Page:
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RELEASE DATE: OCTOBER 12, 2008



KINSEARCHING

by

Marleta Childs
P. O. Box 6825
LUBBOCK, TX 79493-6825
kinsearching@gmail.com
 

     "Following the Evidence Trail" will be the theme for the Texas State Genealogical Society conference in Abilene, Texas, on October 24-25. The West Texas Genealogical Society will co-host the event. Featured speaker will be Thomas W. Jones. The deadline to receive early registration rates is October 15. For more details, e-mail Scott Fitzgerald, TSGS Registrar, at scottfitzgerald@tyler.net or call him at 903-539-5572.


     Dairies was the main topic of the Kinsearching column dated 20 September 2008. Since the majority of the population resides in cities, many children now reach adulthood without having seen a real cow; they think milk comes from the grocery store. During a recent conversation, a college student told me: "I never realized there were different kinds of cows." Since most of our ancestors had agricultural ties, family researchers need some knowledge of how agriculture affected the daily affairs of their forebears and the economy of the eras in which they lived. If they do not have this background, genealogists will not be able to understand fully or appreciate the challenges their ancestors faced. This is especially true in the twenty-first century age of technology and urban life.

    This week we continue with selected data from the publication by the U. S. Congress, {House of Representatives} REPORT OF THE COMMISSIONER OF PATENTS FOR THE YEAR 1853. AGRICULTURE (Washington: A. O. P. Nicholson, Printer, 1854). Perhaps the following material from condensed correspondence concerning "horses, asses, and mules" will continue to help educate family researchers about agricultural life in the past.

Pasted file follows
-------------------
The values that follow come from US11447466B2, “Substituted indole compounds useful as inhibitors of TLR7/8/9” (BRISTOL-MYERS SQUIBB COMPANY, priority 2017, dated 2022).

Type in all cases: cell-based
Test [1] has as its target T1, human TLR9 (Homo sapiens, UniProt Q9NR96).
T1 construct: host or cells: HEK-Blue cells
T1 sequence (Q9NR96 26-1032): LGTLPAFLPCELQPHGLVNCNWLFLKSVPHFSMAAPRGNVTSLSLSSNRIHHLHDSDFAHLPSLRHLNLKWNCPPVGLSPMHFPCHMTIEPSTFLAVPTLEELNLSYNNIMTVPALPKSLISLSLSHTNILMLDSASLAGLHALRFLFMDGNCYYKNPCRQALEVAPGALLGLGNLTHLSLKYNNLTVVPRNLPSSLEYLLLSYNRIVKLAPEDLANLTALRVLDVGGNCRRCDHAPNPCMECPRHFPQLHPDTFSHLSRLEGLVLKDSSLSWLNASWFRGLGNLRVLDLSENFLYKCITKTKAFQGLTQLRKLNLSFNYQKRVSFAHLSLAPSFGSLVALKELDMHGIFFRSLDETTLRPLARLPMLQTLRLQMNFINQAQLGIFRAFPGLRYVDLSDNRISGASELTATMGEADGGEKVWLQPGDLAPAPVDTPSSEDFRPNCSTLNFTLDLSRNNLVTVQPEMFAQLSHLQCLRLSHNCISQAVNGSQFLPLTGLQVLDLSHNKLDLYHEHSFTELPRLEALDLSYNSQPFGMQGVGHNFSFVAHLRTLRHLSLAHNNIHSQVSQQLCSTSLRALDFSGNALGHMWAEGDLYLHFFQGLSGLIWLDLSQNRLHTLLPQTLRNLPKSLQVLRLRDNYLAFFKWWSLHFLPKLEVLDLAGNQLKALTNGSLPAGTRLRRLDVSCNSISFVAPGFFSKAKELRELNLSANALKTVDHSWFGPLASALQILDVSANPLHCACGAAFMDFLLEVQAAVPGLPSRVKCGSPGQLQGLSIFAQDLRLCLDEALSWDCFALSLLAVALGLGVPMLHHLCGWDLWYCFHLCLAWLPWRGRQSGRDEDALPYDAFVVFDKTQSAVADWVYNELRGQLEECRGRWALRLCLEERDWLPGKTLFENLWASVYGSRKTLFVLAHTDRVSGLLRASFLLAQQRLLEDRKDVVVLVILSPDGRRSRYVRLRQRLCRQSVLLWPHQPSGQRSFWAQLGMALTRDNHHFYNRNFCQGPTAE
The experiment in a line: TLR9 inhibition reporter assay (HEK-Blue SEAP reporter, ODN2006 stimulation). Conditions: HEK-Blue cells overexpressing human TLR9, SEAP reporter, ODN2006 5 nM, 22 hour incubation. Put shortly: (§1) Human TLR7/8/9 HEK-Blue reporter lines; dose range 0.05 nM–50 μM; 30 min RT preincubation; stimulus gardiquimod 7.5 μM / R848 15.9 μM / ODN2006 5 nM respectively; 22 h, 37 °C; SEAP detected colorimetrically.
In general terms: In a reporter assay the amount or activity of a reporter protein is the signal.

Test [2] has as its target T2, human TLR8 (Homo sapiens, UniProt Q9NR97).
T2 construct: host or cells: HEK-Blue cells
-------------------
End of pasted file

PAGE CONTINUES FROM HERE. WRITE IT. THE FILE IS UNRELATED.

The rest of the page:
Page 28 - James WILLIAMS, Bolivar, Jackson Co., AL, writes: "Mules of the first quality can be raised here at a cost of $25 each at three years old. They are worth at that age from $60 to $100. What is said of mules will apply to horses, except that they are attended with a little cost and trouble in rearing."

     Hon. E. CRAWFORD, near Blakely, Early Co., GA, reports: "Horses and mules, as well as cows, hogs, and sheep, are raised by every judicious planter and farmer in all Southwestern Georgia; and, on account of the mild climate and the abundance of the crop commonly called 'crab-grass,' in sufficient numbers to supply the wants of the establishment at a cheap rate. Good horses and mules are raised by all who attempt to do so, but a large majority prefer buying animals of this sort, driven to the State in immense numbers from Tennessee, Kentucky, Ohio, and other grass-growing countries."

    J. E. MCCLUNG, Bloomington, McLean Co., IL, states: " The raising of horses and mules with us is profitable...."

     Pages 28-29 - Edwin WINSHIP, Winship's Mills, Clinton Co., IA, says: "The raising of horses in this county is a profitable business. The kinds raised are well built, either for draught or for the carriage. They are generally put into the harness at two years old...They will be able to pay for their keeping until four years old, when they will be ready for market."

(To be continued)



     Charles N. Ferguson, 811 South Market, Shawnee, OK 74801 is seeking information about Riley HOBSON, born in 1822 in North Carolina and died in 1898 in Wise Co., TX. He and his family appear on the 1880 Wise Co., TX, census:

HOBSON, Riley, white, male, age 58, born in NC, both parents born in NC;
" Sarah, white, female, 45, born in TN, both parents born in NC;
" Savinah, white, female, 16, born in TX;
" Edward, white, male, 24(?), born in MO(?);
" Levi, white, male, 27, born in MO;
" Frank, white, male, 13, born in TX;
" Louiza, white, female, 11, born in TX.

     Riley married for the third time on 14 Sept 1888 in Wise County to Rebecca E. BIRDWELL.


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